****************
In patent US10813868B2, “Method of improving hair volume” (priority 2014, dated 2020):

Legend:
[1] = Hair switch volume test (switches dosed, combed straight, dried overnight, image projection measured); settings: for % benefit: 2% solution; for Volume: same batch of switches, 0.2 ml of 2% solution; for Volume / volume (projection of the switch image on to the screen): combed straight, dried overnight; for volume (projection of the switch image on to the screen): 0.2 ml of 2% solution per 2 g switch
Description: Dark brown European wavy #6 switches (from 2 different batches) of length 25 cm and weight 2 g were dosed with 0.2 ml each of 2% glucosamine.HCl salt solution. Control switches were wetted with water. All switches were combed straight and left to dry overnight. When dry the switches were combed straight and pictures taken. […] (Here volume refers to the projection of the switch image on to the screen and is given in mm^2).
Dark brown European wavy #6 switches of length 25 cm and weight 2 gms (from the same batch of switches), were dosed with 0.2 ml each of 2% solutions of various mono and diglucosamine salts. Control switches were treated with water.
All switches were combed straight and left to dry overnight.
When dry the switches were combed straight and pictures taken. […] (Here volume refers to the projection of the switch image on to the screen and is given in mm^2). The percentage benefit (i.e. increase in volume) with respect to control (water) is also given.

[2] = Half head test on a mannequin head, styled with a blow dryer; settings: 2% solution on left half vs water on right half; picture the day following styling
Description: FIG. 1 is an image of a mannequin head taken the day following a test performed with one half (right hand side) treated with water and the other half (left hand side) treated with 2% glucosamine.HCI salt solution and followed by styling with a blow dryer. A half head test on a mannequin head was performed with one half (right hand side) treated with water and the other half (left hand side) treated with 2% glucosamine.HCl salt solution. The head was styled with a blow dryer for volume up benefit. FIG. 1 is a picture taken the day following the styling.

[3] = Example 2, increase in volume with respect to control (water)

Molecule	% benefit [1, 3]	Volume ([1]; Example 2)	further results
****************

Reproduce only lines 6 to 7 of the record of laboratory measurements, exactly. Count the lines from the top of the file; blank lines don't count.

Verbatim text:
All switches were combed straight and left to dry overnight.
When dry the switches were combed straight and pictures taken. […] (Here volume refers to the projection of the switch image on to the screen and is given in mm^2). The percentage benefit (i.e. increase in volume) with respect to control (water) is also given.